Ctr. for Biological Diversity v. USFWS

Summarized by:

  • Court: 9th Circuit Court of Appeals Archives
  • Area(s) of Law: Administrative Law
  • Date Filed: 09-17-2015
  • Case #: 12-17530
  • Judge(s)/Court Below: Senior District Judge Pratt for the Court; Circuit Judges Schroeder and Callahan
  • Full Text Opinion

Agency actions, even those made pursuant to the Environmental Species Act, must be upheld unless the agency’s action is arbitrary, capricious, an abuse of discretion, or inconsistent with the law.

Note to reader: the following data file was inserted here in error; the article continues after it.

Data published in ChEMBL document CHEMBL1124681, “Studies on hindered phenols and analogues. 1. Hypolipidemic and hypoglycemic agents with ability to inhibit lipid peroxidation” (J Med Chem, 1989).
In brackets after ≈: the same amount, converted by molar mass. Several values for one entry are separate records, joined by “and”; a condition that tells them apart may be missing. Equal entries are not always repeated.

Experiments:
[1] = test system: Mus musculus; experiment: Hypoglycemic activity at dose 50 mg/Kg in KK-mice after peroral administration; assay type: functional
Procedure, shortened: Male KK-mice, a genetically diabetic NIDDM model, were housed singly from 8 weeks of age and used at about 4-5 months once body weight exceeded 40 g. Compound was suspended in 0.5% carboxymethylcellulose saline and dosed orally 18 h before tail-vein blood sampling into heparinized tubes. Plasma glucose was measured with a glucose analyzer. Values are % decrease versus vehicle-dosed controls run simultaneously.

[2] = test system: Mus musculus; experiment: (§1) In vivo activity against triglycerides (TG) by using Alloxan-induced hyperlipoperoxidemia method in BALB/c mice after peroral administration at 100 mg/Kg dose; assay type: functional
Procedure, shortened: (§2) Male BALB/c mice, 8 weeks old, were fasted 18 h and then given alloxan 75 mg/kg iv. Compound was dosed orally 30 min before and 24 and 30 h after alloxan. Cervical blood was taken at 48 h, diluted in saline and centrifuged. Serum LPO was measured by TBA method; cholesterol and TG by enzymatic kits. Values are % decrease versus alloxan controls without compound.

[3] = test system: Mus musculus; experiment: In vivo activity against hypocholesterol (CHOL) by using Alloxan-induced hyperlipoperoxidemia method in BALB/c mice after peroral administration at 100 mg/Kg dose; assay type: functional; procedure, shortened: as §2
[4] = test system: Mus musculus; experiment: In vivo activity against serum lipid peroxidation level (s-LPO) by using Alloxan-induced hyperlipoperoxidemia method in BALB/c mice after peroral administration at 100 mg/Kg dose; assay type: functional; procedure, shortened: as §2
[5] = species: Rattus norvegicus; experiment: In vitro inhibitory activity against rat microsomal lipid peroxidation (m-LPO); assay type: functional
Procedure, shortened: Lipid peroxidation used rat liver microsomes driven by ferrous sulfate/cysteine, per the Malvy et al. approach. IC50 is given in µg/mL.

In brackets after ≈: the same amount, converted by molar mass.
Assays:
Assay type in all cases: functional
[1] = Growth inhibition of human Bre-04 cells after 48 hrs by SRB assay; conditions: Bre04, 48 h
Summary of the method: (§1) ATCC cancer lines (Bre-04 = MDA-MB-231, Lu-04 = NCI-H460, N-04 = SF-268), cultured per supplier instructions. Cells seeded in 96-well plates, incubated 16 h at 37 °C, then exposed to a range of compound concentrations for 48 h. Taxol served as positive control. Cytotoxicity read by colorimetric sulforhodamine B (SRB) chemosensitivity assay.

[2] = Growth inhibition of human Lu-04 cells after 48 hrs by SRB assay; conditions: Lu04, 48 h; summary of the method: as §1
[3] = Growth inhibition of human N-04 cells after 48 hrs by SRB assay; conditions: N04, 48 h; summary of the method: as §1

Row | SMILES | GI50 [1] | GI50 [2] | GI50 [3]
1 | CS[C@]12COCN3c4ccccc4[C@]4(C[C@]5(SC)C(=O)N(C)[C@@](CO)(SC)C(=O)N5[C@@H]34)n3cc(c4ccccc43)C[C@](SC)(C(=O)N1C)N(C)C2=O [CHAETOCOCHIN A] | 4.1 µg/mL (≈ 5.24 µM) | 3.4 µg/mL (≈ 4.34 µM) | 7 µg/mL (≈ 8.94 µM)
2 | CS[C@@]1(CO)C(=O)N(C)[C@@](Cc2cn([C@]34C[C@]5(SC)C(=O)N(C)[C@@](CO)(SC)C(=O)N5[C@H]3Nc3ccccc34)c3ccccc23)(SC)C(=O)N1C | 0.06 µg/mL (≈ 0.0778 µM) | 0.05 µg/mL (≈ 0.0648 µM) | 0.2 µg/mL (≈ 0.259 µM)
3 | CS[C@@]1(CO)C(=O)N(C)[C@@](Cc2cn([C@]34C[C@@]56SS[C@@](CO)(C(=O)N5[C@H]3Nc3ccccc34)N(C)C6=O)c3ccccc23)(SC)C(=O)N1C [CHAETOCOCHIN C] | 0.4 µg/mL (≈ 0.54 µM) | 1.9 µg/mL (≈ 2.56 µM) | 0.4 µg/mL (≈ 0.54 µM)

The United States Fish and Wildlife Service (“FWS”) entered into a memorandum of agreement with various entities that were bound to a groundwater pump test by a Nevada State Order. In anticipation of the pump test’s affect on an endangered species, the Moapa dace, the FWS and the entities forged an agreement that established conservation methods to be implemented. The FWS conducted a consultation pursuant to the Endangered Species Act (“ESA”), and determined in a Biological Opinion that the groundwater test would not threaten the Moapa dace. The Center for Biological Diversity (“CBD”) subsequently challenged the opinion on several grounds and the district court granted summary judgment for the FWS. This appeal rose from the granting of the FWS’s summary judgment. On appeal, the Ninth Circuit explained that the Biological Opinion issued by the FWS was not arbitrary and capricious, affirming the grant of summary judgment to the FWS. The panel found that the FWS’s opinion was not based on the use of improper factors, nor was there an issue with the scientific evidence that was relied on. The panel ultimately found that the decisions made by the FWS were rational, ergo not arbitrary or capricious, and that the district court properly deferred to the decisions of the FWS. The panel disagreed with CBD, arguing that he FWS’s opinion violated the Endangered Species Act and was arbitrary and capricious. AFFIRMED.

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